Ladies and gentlemen, the theme for this year’s Vaka – ‘It takes an Island and an Ocean; Rethinking Pacific Education for Resilient, Healthy Communities’, is an appropriate and important reminder of the challenges that we need to overcome, not only as individuals, but as a collective group in our ongoing effort to lay a solid foundation for the children of the Pacific. The theme reflects our islands’ culture and our community approach to living life the Pacific way, – that we share a holistic approach to life, to raising our children and the value we place on our relationships. It suggests that education is both holistic and lifelong. It also suggests that as a community, we are all responsible for educating and preparing our children for the future. The theme further reflects our Ocean, which unites us. It draws from the late Pacific writer and anthropologist Professor Epeli Hau’ofa’s Oceanic philosophy expressed in his seminal work of ‘Sea of Islands’. Professor Hau’ofa reminds us of our ancient history, of our connectedness to each other and to the Ocean. He also reminds us that Oceania is vast, hospitable and generous.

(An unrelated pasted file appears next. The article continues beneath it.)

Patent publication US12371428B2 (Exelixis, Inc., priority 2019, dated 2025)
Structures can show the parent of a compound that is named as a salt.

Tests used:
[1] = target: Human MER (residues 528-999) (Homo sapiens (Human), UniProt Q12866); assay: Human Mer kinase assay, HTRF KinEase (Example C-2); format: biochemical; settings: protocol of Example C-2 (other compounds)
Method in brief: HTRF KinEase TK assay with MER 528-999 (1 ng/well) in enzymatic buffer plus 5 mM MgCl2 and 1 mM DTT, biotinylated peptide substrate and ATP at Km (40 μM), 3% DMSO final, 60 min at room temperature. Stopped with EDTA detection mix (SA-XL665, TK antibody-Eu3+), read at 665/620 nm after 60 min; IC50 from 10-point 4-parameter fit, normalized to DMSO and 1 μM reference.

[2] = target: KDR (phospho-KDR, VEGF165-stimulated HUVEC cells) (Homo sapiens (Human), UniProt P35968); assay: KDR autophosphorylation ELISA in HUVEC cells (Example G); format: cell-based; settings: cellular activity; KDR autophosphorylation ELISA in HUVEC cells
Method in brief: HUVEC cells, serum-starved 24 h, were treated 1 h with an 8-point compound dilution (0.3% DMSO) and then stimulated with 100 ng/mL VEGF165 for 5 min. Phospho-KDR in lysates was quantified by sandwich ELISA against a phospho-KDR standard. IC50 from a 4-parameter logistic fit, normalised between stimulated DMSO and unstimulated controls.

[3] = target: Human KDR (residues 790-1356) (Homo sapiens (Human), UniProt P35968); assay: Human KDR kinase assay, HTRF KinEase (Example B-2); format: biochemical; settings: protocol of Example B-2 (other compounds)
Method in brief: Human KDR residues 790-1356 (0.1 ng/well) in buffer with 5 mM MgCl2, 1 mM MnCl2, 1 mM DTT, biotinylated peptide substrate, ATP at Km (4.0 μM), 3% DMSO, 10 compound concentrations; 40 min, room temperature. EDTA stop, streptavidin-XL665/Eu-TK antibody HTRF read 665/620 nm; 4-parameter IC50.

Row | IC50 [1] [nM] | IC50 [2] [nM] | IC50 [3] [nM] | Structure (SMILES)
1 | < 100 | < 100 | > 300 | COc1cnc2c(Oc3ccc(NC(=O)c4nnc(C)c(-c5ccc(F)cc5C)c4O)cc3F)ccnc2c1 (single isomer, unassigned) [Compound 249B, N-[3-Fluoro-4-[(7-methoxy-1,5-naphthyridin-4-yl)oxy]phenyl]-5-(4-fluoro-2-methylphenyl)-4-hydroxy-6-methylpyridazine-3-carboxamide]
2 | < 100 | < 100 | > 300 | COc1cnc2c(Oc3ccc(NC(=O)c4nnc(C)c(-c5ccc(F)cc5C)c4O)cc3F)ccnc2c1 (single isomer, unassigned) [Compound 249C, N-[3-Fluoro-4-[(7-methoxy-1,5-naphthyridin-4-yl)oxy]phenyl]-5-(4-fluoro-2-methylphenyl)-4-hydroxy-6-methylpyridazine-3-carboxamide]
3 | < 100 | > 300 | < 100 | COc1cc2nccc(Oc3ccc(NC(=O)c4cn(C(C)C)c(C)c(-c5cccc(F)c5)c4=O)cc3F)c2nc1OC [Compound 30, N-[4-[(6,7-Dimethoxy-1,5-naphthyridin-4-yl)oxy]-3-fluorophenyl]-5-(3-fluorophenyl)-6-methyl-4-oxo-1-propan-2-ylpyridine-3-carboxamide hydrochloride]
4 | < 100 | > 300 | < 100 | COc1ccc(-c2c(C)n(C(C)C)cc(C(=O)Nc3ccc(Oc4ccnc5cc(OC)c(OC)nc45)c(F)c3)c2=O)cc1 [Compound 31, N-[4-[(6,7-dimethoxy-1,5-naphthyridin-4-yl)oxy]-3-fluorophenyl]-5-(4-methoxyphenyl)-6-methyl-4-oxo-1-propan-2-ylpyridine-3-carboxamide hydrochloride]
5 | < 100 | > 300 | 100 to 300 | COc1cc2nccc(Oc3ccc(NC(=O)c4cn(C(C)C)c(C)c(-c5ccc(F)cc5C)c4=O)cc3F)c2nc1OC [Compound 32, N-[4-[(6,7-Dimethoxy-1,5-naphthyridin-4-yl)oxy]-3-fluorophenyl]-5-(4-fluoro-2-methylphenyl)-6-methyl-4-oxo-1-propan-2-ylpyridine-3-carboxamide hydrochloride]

As a region, we have the opportunity to make the voices of the Pacific heard in safeguarding our peoples, our ocean, and our environment from current threats like climate change.
Through Fiji’s presidency of the ongoing United Nations climate change negotiations or COP23, we have the chance to demonstrate our ability to address an issue that has a profound impact on all of us in the Pacific. For indeed, Fiji continues to make its COP23 presidency a Pacific presidency, to demonstrate that we are all in the same voyage, paddling together with all our brothers and sisters in the Pacific in the same canoe, towards a more resilient and stronger future.